Dominance hierarchy and spatial distribution in captive red-capped mangabeys (iCercocebus torquatus torquatus/i): Testing Hemelrijks agent-based model
Interaction Studies 12 (3):461-473 (2012)
|Abstract||We empirically tested Hemelrijk's agent-based model (Hemelrijk 1998), in which dyadic agonistic interaction between primate-group subjects determines their spatial distribution and whether or not the dominant subject has a central position with respect to the other subjects. We studied a group of captive red-capped mangabeys ( Cercocebus torquatus torquatus ) that met the optimal conditions for testing this model (e.g. a linear dominance hierarchy). We analyzed the spatial distribution of the subjects in relation to their rank in the dominance hierarchy and the results confirmed the validity of this model. In accordance with Hemelrijk's model (Hemelrijk 1998), the group studied showed an ambiguity-reducing strategy that led to non-central spatial positioning on the part of the dominant subject, thus confirming the model indirectly. Nevertheless, for the model to be confirmed directly, the group has to adopt a risk-sensitive strategy so that observers can study whether dominant subjects develop spatial centrality. Our study also demonstrated that agent-based models are a good tool for the study of certain complex behaviors observed in primates because these explanatory models can help formulate suggestive hypotheses for exploring new lines of research in primatology. Keywords: Dominance-hierarchy rank; spatial distribution; Cercocebus torquatus ; agent-based models|
|Keywords||No keywords specified (fix it)|
|Through your library||Configure|
Similar books and articles
Roman Frigg (2008). Models in Science. In Edward N. Zalta (ed.), The Stanford Encyclopedia of Philosophy.
J. Gregory Trafton & Anthony M. Harrison (2011). Embodied Spatial Cognition. Topics in Cognitive Science 3 (4):686-706.
Roman Frigg & Stephan Hartmann (2005). Scientific Models. In Sahotra Sarkar et al (ed.), The Philosophy of Science: An Encyclopedia, Vol. 2. Routledge.
Zenon W. Pylyshyn (2004). From Reifying Mental Pictures to Reifying Spatial Models. Behavioral and Brain Sciences 27 (4):590-591.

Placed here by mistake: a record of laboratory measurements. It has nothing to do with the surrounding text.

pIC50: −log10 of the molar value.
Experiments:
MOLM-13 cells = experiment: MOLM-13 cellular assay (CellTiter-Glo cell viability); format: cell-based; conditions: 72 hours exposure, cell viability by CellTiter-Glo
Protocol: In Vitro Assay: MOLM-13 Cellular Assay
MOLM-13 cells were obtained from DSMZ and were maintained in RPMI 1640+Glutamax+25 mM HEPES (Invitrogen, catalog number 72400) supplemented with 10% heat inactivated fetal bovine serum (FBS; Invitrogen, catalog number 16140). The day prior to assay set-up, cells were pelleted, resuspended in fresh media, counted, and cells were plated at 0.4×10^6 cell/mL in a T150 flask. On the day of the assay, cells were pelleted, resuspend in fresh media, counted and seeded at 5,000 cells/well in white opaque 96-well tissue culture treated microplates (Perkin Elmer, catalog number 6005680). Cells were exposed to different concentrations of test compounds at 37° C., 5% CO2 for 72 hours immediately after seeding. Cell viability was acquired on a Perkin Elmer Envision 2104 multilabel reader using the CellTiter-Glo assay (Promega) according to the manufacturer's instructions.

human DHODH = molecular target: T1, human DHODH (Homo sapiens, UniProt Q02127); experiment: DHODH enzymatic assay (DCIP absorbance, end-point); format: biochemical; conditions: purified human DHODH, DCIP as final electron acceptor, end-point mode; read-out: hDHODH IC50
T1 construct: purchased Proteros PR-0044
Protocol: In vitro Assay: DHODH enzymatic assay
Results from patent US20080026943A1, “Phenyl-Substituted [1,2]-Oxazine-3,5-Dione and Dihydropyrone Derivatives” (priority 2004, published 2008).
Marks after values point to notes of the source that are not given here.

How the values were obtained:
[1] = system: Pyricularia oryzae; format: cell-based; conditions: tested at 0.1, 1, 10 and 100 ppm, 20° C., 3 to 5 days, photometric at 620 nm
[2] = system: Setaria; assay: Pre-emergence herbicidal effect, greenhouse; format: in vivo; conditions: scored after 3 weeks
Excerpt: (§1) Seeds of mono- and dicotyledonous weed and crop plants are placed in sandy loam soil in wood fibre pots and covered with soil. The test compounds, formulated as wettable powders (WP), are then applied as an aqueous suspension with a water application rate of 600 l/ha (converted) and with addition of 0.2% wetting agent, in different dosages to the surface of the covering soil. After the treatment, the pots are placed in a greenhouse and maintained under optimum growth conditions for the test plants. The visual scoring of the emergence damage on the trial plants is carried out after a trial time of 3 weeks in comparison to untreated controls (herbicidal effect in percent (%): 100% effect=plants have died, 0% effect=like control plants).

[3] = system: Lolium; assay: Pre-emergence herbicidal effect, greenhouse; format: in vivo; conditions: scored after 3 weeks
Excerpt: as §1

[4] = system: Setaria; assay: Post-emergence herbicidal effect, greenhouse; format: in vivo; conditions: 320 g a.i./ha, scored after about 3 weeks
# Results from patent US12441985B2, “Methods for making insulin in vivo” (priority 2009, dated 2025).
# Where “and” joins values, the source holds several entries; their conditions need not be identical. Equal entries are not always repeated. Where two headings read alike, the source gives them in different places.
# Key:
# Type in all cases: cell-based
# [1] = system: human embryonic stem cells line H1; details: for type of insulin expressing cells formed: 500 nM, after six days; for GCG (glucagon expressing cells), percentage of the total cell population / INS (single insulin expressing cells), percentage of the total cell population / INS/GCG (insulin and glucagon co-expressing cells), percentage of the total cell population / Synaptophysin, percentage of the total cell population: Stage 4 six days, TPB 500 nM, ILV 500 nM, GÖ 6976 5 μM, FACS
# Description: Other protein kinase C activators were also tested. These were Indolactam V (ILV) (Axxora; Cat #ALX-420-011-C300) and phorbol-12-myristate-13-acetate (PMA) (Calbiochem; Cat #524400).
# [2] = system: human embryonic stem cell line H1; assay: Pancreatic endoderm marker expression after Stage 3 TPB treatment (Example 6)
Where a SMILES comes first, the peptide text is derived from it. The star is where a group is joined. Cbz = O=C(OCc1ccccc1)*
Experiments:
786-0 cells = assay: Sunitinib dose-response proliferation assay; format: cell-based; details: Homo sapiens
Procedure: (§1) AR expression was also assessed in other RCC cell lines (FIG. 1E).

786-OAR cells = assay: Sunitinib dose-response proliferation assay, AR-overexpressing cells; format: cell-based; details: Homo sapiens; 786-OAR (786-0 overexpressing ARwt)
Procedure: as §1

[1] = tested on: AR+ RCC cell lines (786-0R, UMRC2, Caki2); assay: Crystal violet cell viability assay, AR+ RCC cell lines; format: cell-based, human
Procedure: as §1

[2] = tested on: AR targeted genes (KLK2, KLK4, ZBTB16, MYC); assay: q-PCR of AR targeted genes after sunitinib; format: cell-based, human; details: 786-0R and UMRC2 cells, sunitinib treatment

Andre Vandierendonck (1996). Evidence for Mental-Model-Based Reasoning: A Comparison of Reasoning with Time and Space Concepts. Thinking and Reasoning 2 (4):249 – 272.
Sergio Morra (2001). On the Information-Processing Demands of Spatial Reasoning. Thinking and Reasoning 7 (4):347 – 365.
Daniel M. Merfeld (2004). Internal Models and Spatial Orientation. Behavioral and Brain Sciences 27 (3):410-410.
Jukka Corander & Pekka Marttinen (2006). Bayesian Model Learning Based on Predictive Entropy. Journal of Logic, Language and Information 15 (1-2).
Denis Phan & Franck Varenne (2010). Agent-Based Models and Simulations in Economics and Social Sciences: From Conceptual Exploration to Distinct Ways of Experimenting. Journal of Artificial Societies and Social Simulation 13 (1).
Barbara Applebaum (2001). Raising Awareness of Dominance: Does Recognising Dominance Mean One has to Dismiss the Values of the Dominant Group? Journal of Moral Education 30 (1):55-70.
Stephan Hartmann & Roman Frigg (2006). Models in Science. In Ed Zalta (ed.), The Stanford Encyclopedia of Philosophy. Stanford.
Denise Dellarosa Cummins (1996). Dominance Hierarchies and the Evolution of Human Reasoning. Minds and Machines 6 (4).
Shino Shiode (2008). Analysis of a Distribution of Point Events Using the Network-Based Quadrat Method. Geographical Analysis 40 (4):380-400.
Added to index2011-12-07
Total downloads2 ( #232,628 of 549,224 )
Recent downloads (6 months)0
How can I increase my downloads?